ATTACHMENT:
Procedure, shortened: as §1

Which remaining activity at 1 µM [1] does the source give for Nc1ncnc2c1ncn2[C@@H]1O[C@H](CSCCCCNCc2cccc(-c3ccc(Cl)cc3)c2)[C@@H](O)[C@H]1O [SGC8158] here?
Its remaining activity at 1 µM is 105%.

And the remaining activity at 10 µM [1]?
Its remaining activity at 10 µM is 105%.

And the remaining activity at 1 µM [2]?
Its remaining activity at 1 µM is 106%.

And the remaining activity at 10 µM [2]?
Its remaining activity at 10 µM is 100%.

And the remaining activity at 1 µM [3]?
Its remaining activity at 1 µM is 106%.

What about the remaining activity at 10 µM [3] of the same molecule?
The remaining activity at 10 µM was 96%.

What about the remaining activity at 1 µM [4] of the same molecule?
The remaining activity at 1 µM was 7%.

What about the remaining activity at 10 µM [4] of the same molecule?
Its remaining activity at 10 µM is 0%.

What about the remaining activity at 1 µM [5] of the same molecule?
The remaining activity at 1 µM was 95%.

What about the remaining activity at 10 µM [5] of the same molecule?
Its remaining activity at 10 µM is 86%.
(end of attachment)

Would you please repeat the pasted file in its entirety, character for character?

Procedure, shortened: as §1

Which remaining activity at 1 µM [1] does the source give for Nc1ncnc2c1ncn2[C@@H]1O[C@H](CSCCCCNCc2cccc(-c3ccc(Cl)cc3)c2)[C@@H](O)[C@H]1O [SGC8158] here?
Its remaining activity at 1 µM is 105%.

And the remaining activity at 10 µM [1]?
Its remaining activity at 10 µM is 105%.

And the remaining activity at 1 µM [2]?
Its remaining activity at 1 µM is 106%.

And the remaining activity at 10 µM [2]?
Its remaining activity at 10 µM is 100%.

And the remaining activity at 1 µM [3]?
Its remaining activity at 1 µM is 106%.

What about the remaining activity at 10 µM [3] of the same molecule?
The remaining activity at 10 µM was 96%.

What about the remaining activity at 1 µM [4] of the same molecule?
The remaining activity at 1 µM was 7%.

What about the remaining activity at 10 µM [4] of the same molecule?
Its remaining activity at 10 µM is 0%.

What about the remaining activity at 1 µM [5] of the same molecule?
The remaining activity at 1 µM was 95%.

What about the remaining activity at 10 µM [5] of the same molecule?
Its remaining activity at 10 µM is 86%.